Data Scientists use Artificial Intelligence to Predict Suicide Attempts

There are many different use cases for artificial intelligence, even though most of them have yet to be explored. A Vanderbilt University data scientist has come up with a bold and radical plan to deploy AI as a way to predict suicide. That is a rather remarkable turn of events, as it could yield quite positive results. Giving others a chance to prevent people from committing suicide is invaluable, that much is evident.

Artificial Intelligence to Prevent Suicide

On paper, it makes a lot of sense to use artificial intelligence – as well as any other form of technology – to prevent suicide attempts from happening. Colin Walsh, data scientists at Vanderbilt University Medical Center, is thinking along the same lines. To be more specific, he feels AI can play a  key role in the future of predicting suicide risk and giving loved ones a chance to stop people from ending their life prematurely.

As of right now, Walsh and other scientists have successfully developed a machine-learning algorithm to predict the likelihood of people attempting suicide. As one would expect from such innovative technology, the algorithm is more than capable of accurately predicting these attempts. In fact, some people claim this algorithm is “unnervingly accurate,” which is both good and bad.

To be put this into numbers people can understand, the algorithm is between 80% and 90% accurate. It is not a bad thing to get some false positives, though, as long as it means the patient will not attempt suicide whatsoever. Failing to predict when someone would effectively attempt suicide is a factor to be a quite concerned about, though the much is evident. These results pertain to the patient’s likelihood to commit suicide in the next two years.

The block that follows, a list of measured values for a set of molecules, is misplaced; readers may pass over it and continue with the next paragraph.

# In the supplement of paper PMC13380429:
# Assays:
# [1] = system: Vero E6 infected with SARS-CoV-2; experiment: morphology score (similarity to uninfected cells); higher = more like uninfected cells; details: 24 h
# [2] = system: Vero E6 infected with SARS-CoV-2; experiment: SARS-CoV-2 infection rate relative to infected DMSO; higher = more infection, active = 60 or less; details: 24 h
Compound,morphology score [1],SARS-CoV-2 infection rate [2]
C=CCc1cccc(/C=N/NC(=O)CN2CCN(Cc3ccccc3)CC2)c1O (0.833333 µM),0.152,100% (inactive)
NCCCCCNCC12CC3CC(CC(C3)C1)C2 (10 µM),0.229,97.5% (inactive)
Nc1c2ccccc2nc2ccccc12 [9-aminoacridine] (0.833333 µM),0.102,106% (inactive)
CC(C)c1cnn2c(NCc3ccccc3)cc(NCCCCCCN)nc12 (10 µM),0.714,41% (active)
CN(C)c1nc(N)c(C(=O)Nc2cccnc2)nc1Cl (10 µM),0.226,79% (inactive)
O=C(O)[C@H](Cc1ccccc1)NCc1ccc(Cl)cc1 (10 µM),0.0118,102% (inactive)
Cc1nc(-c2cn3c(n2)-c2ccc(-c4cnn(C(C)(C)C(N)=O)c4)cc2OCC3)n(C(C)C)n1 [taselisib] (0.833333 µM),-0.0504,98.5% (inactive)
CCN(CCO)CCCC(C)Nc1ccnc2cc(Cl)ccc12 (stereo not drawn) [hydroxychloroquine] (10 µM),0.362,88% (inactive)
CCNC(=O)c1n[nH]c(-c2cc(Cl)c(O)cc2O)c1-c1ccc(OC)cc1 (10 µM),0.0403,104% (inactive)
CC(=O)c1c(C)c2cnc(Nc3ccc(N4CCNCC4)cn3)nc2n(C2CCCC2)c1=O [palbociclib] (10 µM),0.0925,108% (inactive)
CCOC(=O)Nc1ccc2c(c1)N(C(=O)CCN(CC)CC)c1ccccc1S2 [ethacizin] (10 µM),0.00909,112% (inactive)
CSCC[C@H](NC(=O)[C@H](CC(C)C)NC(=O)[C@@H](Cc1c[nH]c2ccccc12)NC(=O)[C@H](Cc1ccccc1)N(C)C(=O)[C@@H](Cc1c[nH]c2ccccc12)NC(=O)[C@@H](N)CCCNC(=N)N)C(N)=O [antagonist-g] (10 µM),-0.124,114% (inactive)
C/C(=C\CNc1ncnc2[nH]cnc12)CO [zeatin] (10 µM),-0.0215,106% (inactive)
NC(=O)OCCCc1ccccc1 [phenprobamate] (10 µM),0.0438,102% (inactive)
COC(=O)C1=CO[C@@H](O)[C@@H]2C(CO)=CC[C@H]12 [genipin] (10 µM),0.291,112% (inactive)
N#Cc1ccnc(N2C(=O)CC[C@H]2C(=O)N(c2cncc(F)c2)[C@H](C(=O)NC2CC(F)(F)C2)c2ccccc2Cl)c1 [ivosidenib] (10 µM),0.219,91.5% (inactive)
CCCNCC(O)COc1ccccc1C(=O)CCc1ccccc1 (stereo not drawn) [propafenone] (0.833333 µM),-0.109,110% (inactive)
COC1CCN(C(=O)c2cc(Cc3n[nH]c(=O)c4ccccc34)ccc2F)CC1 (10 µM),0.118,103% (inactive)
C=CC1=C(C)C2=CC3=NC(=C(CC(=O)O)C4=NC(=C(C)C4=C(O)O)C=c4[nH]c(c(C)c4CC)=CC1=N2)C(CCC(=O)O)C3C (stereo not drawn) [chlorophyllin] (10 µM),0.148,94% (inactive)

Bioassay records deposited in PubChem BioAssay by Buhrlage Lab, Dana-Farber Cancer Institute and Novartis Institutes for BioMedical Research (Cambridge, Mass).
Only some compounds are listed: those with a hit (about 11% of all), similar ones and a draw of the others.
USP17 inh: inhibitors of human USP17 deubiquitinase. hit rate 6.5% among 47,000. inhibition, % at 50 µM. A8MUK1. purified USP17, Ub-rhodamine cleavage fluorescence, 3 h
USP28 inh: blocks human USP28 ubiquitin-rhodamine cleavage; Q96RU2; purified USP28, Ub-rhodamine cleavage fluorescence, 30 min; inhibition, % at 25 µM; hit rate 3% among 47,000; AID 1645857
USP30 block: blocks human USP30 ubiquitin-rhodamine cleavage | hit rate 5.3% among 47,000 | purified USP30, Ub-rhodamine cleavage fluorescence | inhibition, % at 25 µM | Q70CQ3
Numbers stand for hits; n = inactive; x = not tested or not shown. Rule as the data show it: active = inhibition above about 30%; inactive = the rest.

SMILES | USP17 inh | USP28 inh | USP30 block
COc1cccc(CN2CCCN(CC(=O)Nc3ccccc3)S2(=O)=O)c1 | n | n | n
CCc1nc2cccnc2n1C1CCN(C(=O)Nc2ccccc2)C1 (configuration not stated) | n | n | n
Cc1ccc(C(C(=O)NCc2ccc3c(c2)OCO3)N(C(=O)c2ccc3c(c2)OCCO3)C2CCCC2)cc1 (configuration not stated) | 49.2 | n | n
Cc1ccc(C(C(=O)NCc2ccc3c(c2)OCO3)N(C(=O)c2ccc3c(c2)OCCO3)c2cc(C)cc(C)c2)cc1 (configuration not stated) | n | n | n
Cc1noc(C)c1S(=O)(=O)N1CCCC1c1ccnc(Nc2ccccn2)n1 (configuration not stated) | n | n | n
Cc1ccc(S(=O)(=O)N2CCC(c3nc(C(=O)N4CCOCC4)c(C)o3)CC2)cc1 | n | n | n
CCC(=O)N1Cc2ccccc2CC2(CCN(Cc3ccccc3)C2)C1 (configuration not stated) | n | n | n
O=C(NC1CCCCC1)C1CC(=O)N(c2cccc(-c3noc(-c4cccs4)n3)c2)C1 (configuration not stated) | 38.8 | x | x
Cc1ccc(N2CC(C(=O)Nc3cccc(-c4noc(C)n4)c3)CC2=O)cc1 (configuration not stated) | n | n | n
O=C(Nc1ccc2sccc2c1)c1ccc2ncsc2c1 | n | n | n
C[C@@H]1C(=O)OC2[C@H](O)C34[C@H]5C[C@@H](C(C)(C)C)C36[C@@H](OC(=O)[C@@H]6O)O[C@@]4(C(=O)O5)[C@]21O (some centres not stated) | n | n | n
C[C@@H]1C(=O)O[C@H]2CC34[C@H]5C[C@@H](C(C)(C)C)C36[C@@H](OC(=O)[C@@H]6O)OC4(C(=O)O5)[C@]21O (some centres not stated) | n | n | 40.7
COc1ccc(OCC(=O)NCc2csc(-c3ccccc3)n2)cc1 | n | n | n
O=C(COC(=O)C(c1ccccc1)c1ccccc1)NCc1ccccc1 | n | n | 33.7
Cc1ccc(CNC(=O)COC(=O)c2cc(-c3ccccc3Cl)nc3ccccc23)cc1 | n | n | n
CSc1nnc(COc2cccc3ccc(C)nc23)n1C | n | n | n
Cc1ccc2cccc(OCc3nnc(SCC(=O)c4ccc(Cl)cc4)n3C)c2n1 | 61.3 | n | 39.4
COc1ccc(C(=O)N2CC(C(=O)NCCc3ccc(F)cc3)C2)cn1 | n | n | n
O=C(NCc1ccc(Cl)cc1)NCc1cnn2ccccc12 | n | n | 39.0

When reducing the timespan associated with this “investigation,” the results become a lot more accurate. More specifically, when assessing if a patient is likely to attempt suicide within the next week, the algorithm has a 92% accuracy rate. Do keep in mind all of these results are based on data widely available from hospital admissions, including patients age, gender, medications, and prior diagnoses.

So far, the team has gathered enough data from 5,617 patients to develop this algorithm. A total of 3,250 instances of suicide attempts has been recorded as a result. All of the patients in question were admitted with signs of self-harm, which is a primary indicator of future suicide attempts. Although this is still a relatively small sample size, it also goes to show the algorithm developed by the team of data scientists is definitely worth keeping an eye on.

It is evident artificial intelligence can be a valuable tool when it comes to preventing people from attempting suicide. Although this experiment is still in the early stages of development, it will be interesting to see if and whether researchers can improve upon it moving forward. Interestingly enough, a different algorithm was created to conduct similar tests looking at over 12,000 randomly selected patients with no documented history of self-harm. In this case, the algorithm was even more accurate, which is rather surprising.

Rest assured some people will feel the usage of artificial intelligence is an invasion of privacy, even if it can reduce the number of suicide attempts. There is a lot of data gathered by hospitals, which can be used for this purpose, without having to collect additional information from patients. It will be interesting to see how these algorithms evolve over time, and whether or not artificial intelligence will effectively be used to prevent suicide attempts in the future.

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